Editors' ChoiceCancer

The hidden agenda for immune escape in colorectal cancer

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Science Translational Medicine  27 Jun 2018:
Vol. 10, Issue 447, eaau1967
DOI: 10.1126/scitranslmed.aau1967


Multi-omic studies reveal immune evasion profiles in colorectal cancer.

Immunotherapy has advanced to the forefront of cancer treatment where it is providing new and effective options for patients. However, many patients do not respond to immunotherapy, and predictive biomarkers that can direct treatment have been elusive. Extensive efforts to detect biomarkers of immunotherapy response have focused on the characteristics of immune cells in the circulation and on cells and molecules in the tumor microenvironment. Much work also has centered on immunogenicity as measured by the burden of potential neoepitopes in the tumor. Another explanation for why some tumors respond to treatment while others do not may lie in genetic defects in antigen processing and presentation that prevent tumors from showing antigenic epitopes to T cells.

A recent report by Grasso et al. used a multi-omics approach to examine the landscape of immune editing and other potential mechanisms of tumor resistance to immune detection in colorectal cancer. The authors analyzed data from 1,211 primary tumors, including 179 from microsatellite instability-high (MSI-high) tumors, which are known to be more immunogenic. A variety of genes that encode the antigen processing machinery (APM) required for tumor presentation of antigenic epitopes to CD8+ T cells by human leukocyte antigen (HLA) class I molecules were found to be mutated more frequently than expected. B2M, the beta-chain of HLA class I, was substantially mutated in microsatellite stable (MSS) and MSI-high tumors, and HLA-A and HLA-B, alpha-chains of HLA molecules, were often mutated in MSI-high tumors. Frequent mutations were also identified in NLRC5 and RFX5, which regulate HLA class I transcription, and these mutations were associated with decreased HLA class I expression. Six of 75 MSI-high cases demonstrated biallelic disruption of TAP2 (required for peptide transport for loading onto HLA molecules), and 8 of 75 MSI-high cases demonstrated biallelic disruption of B2M.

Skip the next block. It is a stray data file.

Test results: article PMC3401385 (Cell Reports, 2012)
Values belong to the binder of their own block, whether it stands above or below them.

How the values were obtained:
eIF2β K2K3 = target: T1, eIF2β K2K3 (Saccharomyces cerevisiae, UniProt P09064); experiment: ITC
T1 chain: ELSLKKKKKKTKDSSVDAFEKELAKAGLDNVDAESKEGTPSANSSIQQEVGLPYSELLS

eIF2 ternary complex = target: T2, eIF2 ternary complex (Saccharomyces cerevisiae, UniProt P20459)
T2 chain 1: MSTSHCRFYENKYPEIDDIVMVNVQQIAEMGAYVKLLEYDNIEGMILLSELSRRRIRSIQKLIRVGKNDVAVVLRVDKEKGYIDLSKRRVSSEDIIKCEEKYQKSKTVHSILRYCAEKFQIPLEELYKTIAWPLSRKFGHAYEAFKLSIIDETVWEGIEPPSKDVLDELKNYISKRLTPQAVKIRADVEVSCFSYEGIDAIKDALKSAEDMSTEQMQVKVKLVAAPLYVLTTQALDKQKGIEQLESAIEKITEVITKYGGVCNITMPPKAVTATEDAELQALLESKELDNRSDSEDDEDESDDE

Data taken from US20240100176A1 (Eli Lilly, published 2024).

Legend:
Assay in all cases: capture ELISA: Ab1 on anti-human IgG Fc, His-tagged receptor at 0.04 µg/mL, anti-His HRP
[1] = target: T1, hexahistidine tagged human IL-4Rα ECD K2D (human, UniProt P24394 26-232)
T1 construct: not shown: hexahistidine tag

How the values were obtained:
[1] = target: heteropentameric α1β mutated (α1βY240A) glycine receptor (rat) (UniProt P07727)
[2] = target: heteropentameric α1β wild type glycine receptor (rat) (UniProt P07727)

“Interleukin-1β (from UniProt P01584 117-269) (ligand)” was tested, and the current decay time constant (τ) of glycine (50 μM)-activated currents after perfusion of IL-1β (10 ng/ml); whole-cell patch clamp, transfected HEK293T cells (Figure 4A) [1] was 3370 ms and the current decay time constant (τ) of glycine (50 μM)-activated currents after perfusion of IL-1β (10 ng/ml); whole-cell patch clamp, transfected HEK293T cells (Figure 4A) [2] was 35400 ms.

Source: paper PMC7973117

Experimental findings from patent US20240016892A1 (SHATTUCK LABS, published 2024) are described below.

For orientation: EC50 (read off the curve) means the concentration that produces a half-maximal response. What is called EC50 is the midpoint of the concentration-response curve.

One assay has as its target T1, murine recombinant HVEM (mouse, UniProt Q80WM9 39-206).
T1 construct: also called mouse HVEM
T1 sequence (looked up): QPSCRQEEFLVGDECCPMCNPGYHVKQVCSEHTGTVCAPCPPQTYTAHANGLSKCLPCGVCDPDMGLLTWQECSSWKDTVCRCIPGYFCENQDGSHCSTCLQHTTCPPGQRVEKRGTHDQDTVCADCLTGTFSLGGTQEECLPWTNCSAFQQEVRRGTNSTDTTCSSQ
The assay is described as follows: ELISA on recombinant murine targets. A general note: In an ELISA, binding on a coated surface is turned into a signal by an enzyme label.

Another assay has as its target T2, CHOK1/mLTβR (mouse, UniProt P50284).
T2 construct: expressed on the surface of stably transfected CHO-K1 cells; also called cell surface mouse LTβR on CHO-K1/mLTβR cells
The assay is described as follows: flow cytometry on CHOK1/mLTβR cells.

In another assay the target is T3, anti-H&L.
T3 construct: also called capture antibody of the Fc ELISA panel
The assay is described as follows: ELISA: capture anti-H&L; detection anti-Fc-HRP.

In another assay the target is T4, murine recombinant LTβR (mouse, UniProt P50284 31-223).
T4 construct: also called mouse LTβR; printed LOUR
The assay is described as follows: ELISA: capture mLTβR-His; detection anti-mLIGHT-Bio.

Together, these findings demonstrate frequent defects in genes that mediate antigen processing and presentation by immunogenic colorectal cancers. These results have important implications as they suggest potential mechanisms of immune evasion that these tumors may employ to evade immune targeting. As the field of immunotherapy progresses, the study of the genetic mechanisms of immune evasion across a wide range of cancer types may be pivotal to the prediction of immunotherapy response and to elucidating obstacles to greater treatment success.

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